Biomedical Graduate Education
Student Profiles

Lauren D’Ortona

Lauren D’Ortona

MS in Integrative Neuroscience

The best part about my program is all of the other students in it – everyone is so friendly and supportive of each other; I am always impressed by the knowledge and diverse experiences each of my classmates brings to our program, and I am lucky to work and learn alongside them!

About Lauren

Lauren D’Ortona is a student in the MS in Integrative Neuroscience. She is originally from Washington Township, New Jersey. Interesting fact, Lauren participated in two different 5ks on the same day this past summer.

What made you choose Georgetown University for your MS degree?

Due to the incredible laboratory research opportunities and rigor of Georgetown’s academic programs, I knew it would be the perfect university to attend for my Master’s degree. After pursuing neuroscience research for 3 years in college, I knew my passion for it had to continue beyond undergraduate, so I applied to the Integrative Neuroscience program when I came across an informative flyer for it. I was confident that attending Georgetown would further my expertise in the field of neuroscience and ultimately prepare me for all my future endeavors.

What do you hope to do with your degree?

My ultimate goal has always been to attend medical school. I hope to continue researching neurodegenerative disease while I am a medical student and eventually pursue a residency in neurology or neurosurgery. With the knowledge and experience gained from my Master’s degree, I hope to further explore the mechanisms underlying incurable neurological diseases so that I am better equipped to treat and manage the symptoms of my future patients.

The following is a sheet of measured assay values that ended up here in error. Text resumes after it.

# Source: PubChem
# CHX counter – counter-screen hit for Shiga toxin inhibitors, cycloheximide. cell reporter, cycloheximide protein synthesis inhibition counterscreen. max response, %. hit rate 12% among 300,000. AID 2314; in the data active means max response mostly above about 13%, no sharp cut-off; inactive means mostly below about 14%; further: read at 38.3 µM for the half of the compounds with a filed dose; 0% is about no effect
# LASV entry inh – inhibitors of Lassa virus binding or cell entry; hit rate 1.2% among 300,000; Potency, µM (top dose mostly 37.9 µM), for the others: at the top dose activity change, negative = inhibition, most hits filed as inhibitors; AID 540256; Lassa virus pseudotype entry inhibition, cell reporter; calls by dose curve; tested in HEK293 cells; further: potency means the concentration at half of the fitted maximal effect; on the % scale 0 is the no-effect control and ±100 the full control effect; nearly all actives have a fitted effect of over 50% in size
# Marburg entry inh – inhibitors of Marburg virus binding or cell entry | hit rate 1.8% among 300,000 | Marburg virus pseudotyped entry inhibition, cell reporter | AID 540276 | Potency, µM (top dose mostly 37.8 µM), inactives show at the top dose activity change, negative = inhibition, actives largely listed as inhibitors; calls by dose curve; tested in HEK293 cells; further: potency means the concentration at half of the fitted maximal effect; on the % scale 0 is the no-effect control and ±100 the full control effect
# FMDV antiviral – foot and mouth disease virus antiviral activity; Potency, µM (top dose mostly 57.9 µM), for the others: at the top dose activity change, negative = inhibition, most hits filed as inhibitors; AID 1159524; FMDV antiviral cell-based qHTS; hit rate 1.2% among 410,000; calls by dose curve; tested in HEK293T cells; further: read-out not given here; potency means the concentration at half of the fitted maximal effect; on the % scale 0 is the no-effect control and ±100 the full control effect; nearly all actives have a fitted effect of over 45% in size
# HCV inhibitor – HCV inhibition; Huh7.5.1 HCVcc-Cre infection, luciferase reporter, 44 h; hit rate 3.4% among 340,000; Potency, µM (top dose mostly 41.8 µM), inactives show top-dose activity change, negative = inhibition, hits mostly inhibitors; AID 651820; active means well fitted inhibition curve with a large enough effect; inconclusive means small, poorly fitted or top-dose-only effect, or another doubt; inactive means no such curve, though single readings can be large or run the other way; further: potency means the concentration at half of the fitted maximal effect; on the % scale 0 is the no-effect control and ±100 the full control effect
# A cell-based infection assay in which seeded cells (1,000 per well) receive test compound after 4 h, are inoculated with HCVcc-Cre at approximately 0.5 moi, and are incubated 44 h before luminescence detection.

What sparked your interest in the biomedical field?

My interest in the biomedical field was sparked once I volunteered in the Neonatal Intensive Care Unit at my local hospital. As I cared for the newborns, who were withdrawing from the opioids their mothers exposed them to in utero, I constantly thought about the potential developmental and cognitive delays they were going to face in the future. I was instantly captivated and pondered questions only biomedical research could potentially answer; since then, it has been my goal to focus my studies on the developing brain, especially when exposed to toxins or injury.

What is a unique hobby of yours?

I enjoy participating in themed 5k races that raise money and support for various organizations, such as the Stand Up to Cancer charity – I even participated in two different 5ks on the same day this past summer!

What is the best thing (non-academic) you like about your program?

The best part about my program is all of the other students in it – everyone is so friendly and supportive of each other; I am always impressed by the knowledge and diverse experiences each of my classmates brings to our program, and I am lucky to work and learn alongside them! We have all formed friendships in such a short amount of time, and will be competing in Georgetown’s graduate flag football league under the name 4th and Glial!